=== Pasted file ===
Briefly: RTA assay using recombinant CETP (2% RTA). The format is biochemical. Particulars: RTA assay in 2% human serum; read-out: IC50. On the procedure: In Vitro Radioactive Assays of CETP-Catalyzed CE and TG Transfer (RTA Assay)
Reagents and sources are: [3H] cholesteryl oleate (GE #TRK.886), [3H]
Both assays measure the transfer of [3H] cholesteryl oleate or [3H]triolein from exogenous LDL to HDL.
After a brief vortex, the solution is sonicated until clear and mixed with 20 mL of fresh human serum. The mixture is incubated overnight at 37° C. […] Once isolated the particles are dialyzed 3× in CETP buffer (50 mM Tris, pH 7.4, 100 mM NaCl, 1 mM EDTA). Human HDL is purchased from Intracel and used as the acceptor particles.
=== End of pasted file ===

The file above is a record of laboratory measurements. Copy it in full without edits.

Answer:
Briefly: RTA assay using recombinant CETP (2% RTA). The format is biochemical. Particulars: RTA assay in 2% human serum; read-out: IC50. On the procedure: In Vitro Radioactive Assays of CETP-Catalyzed CE and TG Transfer (RTA Assay)
Reagents and sources are: [3H] cholesteryl oleate (GE #TRK.886), [3H]
Both assays measure the transfer of [3H] cholesteryl oleate or [3H]triolein from exogenous LDL to HDL.
After a brief vortex, the solution is sonicated until clear and mixed with 20 mL of fresh human serum. The mixture is incubated overnight at 37° C. […] Once isolated the particles are dialyzed 3× in CETP buffer (50 mM Tris, pH 7.4, 100 mM NaCl, 1 mM EDTA). Human HDL is purchased from Intracel and used as the acceptor particles.